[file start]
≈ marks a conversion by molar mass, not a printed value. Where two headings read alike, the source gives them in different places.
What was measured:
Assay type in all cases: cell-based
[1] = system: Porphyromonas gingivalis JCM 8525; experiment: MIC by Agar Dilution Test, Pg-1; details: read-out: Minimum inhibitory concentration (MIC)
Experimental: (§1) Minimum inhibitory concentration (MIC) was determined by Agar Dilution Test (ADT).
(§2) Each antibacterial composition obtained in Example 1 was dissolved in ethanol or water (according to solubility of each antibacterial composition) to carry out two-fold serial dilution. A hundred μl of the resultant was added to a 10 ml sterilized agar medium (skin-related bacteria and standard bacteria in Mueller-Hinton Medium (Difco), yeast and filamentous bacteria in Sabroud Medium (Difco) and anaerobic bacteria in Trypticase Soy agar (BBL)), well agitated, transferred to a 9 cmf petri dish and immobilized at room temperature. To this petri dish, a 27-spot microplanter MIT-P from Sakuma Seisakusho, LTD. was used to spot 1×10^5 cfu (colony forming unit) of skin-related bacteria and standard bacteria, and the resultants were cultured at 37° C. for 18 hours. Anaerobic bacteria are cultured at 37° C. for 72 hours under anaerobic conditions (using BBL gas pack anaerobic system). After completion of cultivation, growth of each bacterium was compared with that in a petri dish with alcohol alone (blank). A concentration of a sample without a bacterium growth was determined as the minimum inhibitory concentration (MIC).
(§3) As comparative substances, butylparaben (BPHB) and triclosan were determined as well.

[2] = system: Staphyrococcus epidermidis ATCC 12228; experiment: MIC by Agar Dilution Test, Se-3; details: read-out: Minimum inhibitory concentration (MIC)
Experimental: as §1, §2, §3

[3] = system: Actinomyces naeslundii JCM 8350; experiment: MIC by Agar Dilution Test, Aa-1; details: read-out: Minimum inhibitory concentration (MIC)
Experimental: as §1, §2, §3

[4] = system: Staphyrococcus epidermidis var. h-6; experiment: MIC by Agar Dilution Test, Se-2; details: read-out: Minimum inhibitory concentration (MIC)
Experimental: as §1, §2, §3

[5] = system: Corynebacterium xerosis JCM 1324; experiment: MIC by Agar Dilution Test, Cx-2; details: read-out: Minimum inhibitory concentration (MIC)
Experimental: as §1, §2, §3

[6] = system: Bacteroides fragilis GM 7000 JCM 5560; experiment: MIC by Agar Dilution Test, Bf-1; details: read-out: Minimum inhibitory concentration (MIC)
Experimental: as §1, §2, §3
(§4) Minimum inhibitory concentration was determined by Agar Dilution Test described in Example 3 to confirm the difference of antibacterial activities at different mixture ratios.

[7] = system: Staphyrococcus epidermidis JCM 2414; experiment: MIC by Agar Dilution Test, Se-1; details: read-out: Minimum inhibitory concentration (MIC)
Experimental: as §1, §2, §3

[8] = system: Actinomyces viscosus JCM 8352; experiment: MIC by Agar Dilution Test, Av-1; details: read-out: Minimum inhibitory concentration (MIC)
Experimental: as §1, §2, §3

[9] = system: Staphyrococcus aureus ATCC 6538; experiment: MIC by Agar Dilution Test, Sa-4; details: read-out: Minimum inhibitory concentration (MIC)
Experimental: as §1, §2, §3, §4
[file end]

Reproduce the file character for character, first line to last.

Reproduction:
≈ marks a conversion by molar mass, not a printed value. Where two headings read alike, the source gives them in different places.
What was measured:
Assay type in all cases: cell-based
[1] = system: Porphyromonas gingivalis JCM 8525; experiment: MIC by Agar Dilution Test, Pg-1; details: read-out: Minimum inhibitory concentration (MIC)
Experimental: (§1) Minimum inhibitory concentration (MIC) was determined by Agar Dilution Test (ADT).
(§2) Each antibacterial composition obtained in Example 1 was dissolved in ethanol or water (according to solubility of each antibacterial composition) to carry out two-fold serial dilution. A hundred μl of the resultant was added to a 10 ml sterilized agar medium (skin-related bacteria and standard bacteria in Mueller-Hinton Medium (Difco), yeast and filamentous bacteria in Sabroud Medium (Difco) and anaerobic bacteria in Trypticase Soy agar (BBL)), well agitated, transferred to a 9 cmf petri dish and immobilized at room temperature. To this petri dish, a 27-spot microplanter MIT-P from Sakuma Seisakusho, LTD. was used to spot 1×10^5 cfu (colony forming unit) of skin-related bacteria and standard bacteria, and the resultants were cultured at 37° C. for 18 hours. Anaerobic bacteria are cultured at 37° C. for 72 hours under anaerobic conditions (using BBL gas pack anaerobic system). After completion of cultivation, growth of each bacterium was compared with that in a petri dish with alcohol alone (blank). A concentration of a sample without a bacterium growth was determined as the minimum inhibitory concentration (MIC).
(§3) As comparative substances, butylparaben (BPHB) and triclosan were determined as well.

[2] = system: Staphyrococcus epidermidis ATCC 12228; experiment: MIC by Agar Dilution Test, Se-3; details: read-out: Minimum inhibitory concentration (MIC)
Experimental: as §1, §2, §3

[3] = system: Actinomyces naeslundii JCM 8350; experiment: MIC by Agar Dilution Test, Aa-1; details: read-out: Minimum inhibitory concentration (MIC)
Experimental: as §1, §2, §3

[4] = system: Staphyrococcus epidermidis var. h-6; experiment: MIC by Agar Dilution Test, Se-2; details: read-out: Minimum inhibitory concentration (MIC)
Experimental: as §1, §2, §3

[5] = system: Corynebacterium xerosis JCM 1324; experiment: MIC by Agar Dilution Test, Cx-2; details: read-out: Minimum inhibitory concentration (MIC)
Experimental: as §1, §2, §3

[6] = system: Bacteroides fragilis GM 7000 JCM 5560; experiment: MIC by Agar Dilution Test, Bf-1; details: read-out: Minimum inhibitory concentration (MIC)
Experimental: as §1, §2, §3
(§4) Minimum inhibitory concentration was determined by Agar Dilution Test described in Example 3 to confirm the difference of antibacterial activities at different mixture ratios.

[7] = system: Staphyrococcus epidermidis JCM 2414; experiment: MIC by Agar Dilution Test, Se-1; details: read-out: Minimum inhibitory concentration (MIC)
Experimental: as §1, §2, §3

[8] = system: Actinomyces viscosus JCM 8352; experiment: MIC by Agar Dilution Test, Av-1; details: read-out: Minimum inhibitory concentration (MIC)
Experimental: as §1, §2, §3

[9] = system: Staphyrococcus aureus ATCC 6538; experiment: MIC by Agar Dilution Test, Sa-4; details: read-out: Minimum inhibitory concentration (MIC)
Experimental: as §1, §2, §3, §4